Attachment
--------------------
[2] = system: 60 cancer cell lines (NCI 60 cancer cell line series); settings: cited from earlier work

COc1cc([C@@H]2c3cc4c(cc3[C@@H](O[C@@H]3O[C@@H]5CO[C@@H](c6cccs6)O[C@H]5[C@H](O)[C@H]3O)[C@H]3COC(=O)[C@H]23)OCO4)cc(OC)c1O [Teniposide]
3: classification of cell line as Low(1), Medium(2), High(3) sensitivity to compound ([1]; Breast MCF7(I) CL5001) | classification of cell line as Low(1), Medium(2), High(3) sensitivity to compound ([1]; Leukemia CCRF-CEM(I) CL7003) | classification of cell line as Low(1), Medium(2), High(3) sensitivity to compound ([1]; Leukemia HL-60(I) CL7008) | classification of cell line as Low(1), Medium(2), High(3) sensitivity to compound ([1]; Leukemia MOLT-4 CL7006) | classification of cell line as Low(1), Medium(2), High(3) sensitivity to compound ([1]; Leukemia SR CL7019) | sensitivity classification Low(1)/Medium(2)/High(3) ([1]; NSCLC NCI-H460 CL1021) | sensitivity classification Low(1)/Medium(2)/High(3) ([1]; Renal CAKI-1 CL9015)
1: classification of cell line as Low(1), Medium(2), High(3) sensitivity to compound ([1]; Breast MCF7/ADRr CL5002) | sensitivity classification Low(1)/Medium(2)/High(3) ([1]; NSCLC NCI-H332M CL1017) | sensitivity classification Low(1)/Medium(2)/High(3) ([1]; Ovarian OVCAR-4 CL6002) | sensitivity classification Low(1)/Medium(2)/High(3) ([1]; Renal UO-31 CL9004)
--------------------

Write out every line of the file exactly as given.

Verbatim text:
[2] = system: 60 cancer cell lines (NCI 60 cancer cell line series); settings: cited from earlier work

COc1cc([C@@H]2c3cc4c(cc3[C@@H](O[C@@H]3O[C@@H]5CO[C@@H](c6cccs6)O[C@H]5[C@H](O)[C@H]3O)[C@H]3COC(=O)[C@H]23)OCO4)cc(OC)c1O [Teniposide]
3: classification of cell line as Low(1), Medium(2), High(3) sensitivity to compound ([1]; Breast MCF7(I) CL5001) | classification of cell line as Low(1), Medium(2), High(3) sensitivity to compound ([1]; Leukemia CCRF-CEM(I) CL7003) | classification of cell line as Low(1), Medium(2), High(3) sensitivity to compound ([1]; Leukemia HL-60(I) CL7008) | classification of cell line as Low(1), Medium(2), High(3) sensitivity to compound ([1]; Leukemia MOLT-4 CL7006) | classification of cell line as Low(1), Medium(2), High(3) sensitivity to compound ([1]; Leukemia SR CL7019) | sensitivity classification Low(1)/Medium(2)/High(3) ([1]; NSCLC NCI-H460 CL1021) | sensitivity classification Low(1)/Medium(2)/High(3) ([1]; Renal CAKI-1 CL9015)
1: classification of cell line as Low(1), Medium(2), High(3) sensitivity to compound ([1]; Breast MCF7/ADRr CL5002) | sensitivity classification Low(1)/Medium(2)/High(3) ([1]; NSCLC NCI-H332M CL1017) | sensitivity classification Low(1)/Medium(2)/High(3) ([1]; Ovarian OVCAR-4 CL6002) | sensitivity classification Low(1)/Medium(2)/High(3) ([1]; Renal UO-31 CL9004)